Softphones Reviewed: Global IP Solutions’ REX

When Global IP Solutions (GIPS) acquired CrystalVoice in January of 2007, a key VoIP technology that came with that acquisition was CrystalVoice’s Remote Extension softphone. After the acquisition, GIPS rebuilt Remote Extension with a new user interface, and renamed it REX.

REX, which GIPS first introduced at Fall VON last October, began shipping in February of this year. According to Dovid Coplon, GIPS’ director of product management, in addition to redesigning the user interface, GIPS added a significant amount of new VoIP-related functionality as well—including advanced presence, multi-party chat, voicemail, call forwarding, and more.

Coplon says the aim was not only to make REX a competitive softphone solution, but also to take advantage of the call management features, called Acoustic QoS, that were part of Remote Extension. “We’re focused on two-sided call management, and we’re looking for robustness in adverse network conditions,” he says. “That’s where GIPS sees its unique differentiation.”

Company systems engineer Dan Hislop says REX can function either peer-to-peer with another REX client or through a server. “Our server handles the presence management and call setup,” he says. “However, one REX phone calling another REX phone does not necessarily go through our server—we prefer for those two phones to talk directly.”

In either case, Coplon says REX is specifically designed to function well in difficult environments. “Our NAT/firewall traversal technology is capable of establishing calls regardless of the conditions… and when there’s a dip in available bandwidth, rather than dropping the call, we’re going to drop from a wideband to a narrowband codec, and just try to use less of the bandwidth that has now become constricted,” he says.

Clean and intuitive

With that in mind, we tested REX at VoIP—across Jupitermedia’s firewall, which has prevented some other softphone services from functioning well . . . or at all.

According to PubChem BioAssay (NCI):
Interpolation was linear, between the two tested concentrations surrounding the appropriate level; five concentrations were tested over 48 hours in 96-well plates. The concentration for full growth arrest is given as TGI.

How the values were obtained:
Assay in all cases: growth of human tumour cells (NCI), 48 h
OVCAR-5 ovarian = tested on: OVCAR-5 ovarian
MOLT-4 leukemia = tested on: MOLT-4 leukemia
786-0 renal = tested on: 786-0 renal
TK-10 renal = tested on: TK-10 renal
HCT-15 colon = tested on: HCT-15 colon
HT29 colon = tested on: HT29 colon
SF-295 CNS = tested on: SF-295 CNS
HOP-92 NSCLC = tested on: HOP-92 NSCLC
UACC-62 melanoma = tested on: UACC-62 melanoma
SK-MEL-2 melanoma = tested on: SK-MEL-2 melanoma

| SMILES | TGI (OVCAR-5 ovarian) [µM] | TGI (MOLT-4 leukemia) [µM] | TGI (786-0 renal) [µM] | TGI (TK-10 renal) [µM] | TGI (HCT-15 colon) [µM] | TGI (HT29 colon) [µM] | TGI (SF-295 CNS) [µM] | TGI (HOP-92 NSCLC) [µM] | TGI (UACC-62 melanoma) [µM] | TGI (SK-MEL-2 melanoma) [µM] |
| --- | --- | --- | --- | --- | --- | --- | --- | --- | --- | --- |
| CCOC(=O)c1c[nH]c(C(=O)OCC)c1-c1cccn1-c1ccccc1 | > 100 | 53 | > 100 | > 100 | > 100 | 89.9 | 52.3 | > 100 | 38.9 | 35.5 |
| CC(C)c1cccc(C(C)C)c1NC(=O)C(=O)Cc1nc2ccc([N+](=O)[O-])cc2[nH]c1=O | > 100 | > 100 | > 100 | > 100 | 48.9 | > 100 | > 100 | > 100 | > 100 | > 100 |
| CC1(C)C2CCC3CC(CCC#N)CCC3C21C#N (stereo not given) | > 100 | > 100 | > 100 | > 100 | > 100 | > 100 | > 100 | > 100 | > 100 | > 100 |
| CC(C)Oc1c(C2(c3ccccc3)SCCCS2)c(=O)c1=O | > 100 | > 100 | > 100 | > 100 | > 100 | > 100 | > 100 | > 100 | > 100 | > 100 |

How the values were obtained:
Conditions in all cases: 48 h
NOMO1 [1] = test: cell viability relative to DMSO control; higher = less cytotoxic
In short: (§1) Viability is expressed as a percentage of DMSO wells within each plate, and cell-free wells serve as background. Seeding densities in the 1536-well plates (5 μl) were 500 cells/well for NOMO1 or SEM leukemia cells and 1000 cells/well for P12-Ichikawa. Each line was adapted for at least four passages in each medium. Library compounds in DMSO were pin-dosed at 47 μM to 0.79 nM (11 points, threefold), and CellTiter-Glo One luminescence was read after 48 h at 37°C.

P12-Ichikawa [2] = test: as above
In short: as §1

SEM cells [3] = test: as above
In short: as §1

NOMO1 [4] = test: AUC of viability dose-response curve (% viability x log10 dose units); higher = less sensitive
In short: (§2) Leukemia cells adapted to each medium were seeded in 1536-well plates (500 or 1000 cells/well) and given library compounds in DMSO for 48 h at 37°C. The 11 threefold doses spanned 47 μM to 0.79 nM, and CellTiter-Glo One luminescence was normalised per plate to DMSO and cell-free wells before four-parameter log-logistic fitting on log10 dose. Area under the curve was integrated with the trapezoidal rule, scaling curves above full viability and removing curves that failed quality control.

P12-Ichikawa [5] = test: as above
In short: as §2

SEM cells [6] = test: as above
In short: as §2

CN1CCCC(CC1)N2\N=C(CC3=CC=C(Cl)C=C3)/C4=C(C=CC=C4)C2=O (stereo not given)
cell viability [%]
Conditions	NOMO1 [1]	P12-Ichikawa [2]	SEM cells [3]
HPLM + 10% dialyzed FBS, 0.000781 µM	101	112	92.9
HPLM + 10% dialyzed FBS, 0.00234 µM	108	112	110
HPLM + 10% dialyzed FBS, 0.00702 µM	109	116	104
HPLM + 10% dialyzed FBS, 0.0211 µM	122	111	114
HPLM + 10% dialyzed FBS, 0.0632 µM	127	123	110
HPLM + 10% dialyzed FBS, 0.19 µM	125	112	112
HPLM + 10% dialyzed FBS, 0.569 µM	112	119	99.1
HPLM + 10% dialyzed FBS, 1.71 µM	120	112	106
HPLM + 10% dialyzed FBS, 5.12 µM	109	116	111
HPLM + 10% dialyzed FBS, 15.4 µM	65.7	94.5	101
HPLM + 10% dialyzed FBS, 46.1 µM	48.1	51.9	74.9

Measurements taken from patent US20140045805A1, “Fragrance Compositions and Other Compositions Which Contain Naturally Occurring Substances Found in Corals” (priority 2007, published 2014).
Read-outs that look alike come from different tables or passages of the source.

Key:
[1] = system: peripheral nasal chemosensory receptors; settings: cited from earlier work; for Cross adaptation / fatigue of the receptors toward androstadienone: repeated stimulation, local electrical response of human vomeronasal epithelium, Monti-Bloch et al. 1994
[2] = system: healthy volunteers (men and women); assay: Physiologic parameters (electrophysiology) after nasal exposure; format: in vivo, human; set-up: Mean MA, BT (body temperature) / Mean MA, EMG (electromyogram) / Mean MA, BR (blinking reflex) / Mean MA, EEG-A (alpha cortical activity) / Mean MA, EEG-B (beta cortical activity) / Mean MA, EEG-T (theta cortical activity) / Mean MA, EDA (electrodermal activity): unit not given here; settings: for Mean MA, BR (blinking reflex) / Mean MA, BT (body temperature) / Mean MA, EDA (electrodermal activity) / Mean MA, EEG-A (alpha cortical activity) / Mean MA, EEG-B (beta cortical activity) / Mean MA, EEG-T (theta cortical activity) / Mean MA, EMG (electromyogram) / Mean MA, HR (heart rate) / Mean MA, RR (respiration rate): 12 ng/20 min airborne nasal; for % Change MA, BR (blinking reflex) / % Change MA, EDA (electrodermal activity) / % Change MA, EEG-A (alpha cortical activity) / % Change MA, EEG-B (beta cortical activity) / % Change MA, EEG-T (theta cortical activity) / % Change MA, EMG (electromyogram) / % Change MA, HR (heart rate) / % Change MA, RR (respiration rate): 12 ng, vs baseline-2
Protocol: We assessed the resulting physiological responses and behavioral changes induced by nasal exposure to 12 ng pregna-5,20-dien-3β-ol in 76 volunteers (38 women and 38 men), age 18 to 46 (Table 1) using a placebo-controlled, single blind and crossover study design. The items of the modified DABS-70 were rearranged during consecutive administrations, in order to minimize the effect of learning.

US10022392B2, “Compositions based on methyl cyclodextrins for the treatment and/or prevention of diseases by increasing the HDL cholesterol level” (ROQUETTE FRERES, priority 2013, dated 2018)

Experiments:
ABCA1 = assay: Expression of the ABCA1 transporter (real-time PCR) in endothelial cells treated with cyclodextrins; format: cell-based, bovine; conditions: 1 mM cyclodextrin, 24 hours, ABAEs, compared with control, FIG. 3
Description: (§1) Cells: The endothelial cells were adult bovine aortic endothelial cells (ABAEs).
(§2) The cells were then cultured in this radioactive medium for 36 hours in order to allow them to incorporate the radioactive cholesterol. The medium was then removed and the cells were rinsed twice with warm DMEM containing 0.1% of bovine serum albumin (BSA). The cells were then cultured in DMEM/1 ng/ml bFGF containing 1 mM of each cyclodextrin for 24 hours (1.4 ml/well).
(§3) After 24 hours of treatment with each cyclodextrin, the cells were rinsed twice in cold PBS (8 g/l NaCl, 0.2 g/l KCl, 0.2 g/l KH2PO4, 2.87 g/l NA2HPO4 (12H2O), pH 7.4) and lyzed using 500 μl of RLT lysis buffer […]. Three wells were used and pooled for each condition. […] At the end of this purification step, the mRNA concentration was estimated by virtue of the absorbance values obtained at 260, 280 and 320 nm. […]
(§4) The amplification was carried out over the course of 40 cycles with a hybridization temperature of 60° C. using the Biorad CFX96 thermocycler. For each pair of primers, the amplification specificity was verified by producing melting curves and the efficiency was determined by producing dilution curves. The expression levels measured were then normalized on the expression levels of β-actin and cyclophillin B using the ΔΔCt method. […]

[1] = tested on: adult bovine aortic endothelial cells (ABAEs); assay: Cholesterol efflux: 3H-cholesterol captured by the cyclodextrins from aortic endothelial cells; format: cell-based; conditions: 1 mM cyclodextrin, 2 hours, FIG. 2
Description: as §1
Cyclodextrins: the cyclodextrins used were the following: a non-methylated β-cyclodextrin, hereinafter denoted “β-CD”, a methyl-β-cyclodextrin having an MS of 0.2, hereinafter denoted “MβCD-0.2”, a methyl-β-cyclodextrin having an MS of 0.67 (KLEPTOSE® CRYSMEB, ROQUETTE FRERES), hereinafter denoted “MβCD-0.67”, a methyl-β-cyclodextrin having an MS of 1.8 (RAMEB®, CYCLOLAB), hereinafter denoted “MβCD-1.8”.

The installation process was simple: It’s a 3.92 MB download that self-extracts and installs on a Windows PC with a few clicks. When you first open the application, you enter a user name and password, then run an Audio Wizard, which configures audio input and output levels. And then you’re ready to place and receive calls.

REX user interface
The REX user interface
Click to see full-size image

The REX user interface (see image) is clean and intuitive. You simply click on a name in the contact list to connect to that person directly via either voice or instant messaging, (The Contacts tab also shows the presence of everyone listed.) To reach someone not listed in your contacts, you can either search for them via the Directory tab or simply enter the phone number on the Keypad tab.

In our tests, REX was able to traverse Jupitermedia’s firewall successfully, but we had significant problems with voice quality—at first. After checking with the folks at GIPS, we were told that a misconfiguration of GIPS’ server-side firewall was making REX measure network quality incorrectly, causing the Acoustic QoS technology to downgrade every call to narrowband.

With the configuration error corrected, call quality was significantly improved, though it still wasn’t perfect: On test calls, the call recipient often said it sounded like a cell phone call, with the sound periodically fading in and out. Still, call quality was definitely far better than one would usually expect over the public Internet—and that’s GIPS’ key aim with REX.

Additional offerings

The REX solution also consists of two other components: REX Mobile for Windows Mobile handsets, and the REX SDK. In January, GIPS announced that Toktumi had licensed REX as the basis for its new small business phone service (see our first look).

“It’s an excellent example of the use of our SDK, in that we’re providing all of the call placement on the back end—we’re doing all of those PBX-like features like the voicemail, the call forwarding, the auto-attendant—but it’s Toktumi that is providing the service and the UI,” Coplon says. “It gives them the flexibility to really build a service around our calling capability.”

The point, Coplon says, is that the SDK gives you the ability to select any subset of the REX functionality that you might need, then integrate that your own offering. “For example, if you were to do a call center application, you might want to add calling capability into a database-driven system so you can understand the customer’s help requirements,” he says.

Looking ahead, Coplon says GIPS’ next step for REX will be to add support for video. “We acquired a codec called LSVX just over a year ago, and so we have been adding multimedia to all of our audio products,” Coplon says. “And the same will be true for REX—we’re going to be adding video, probably at the end of the summer.”

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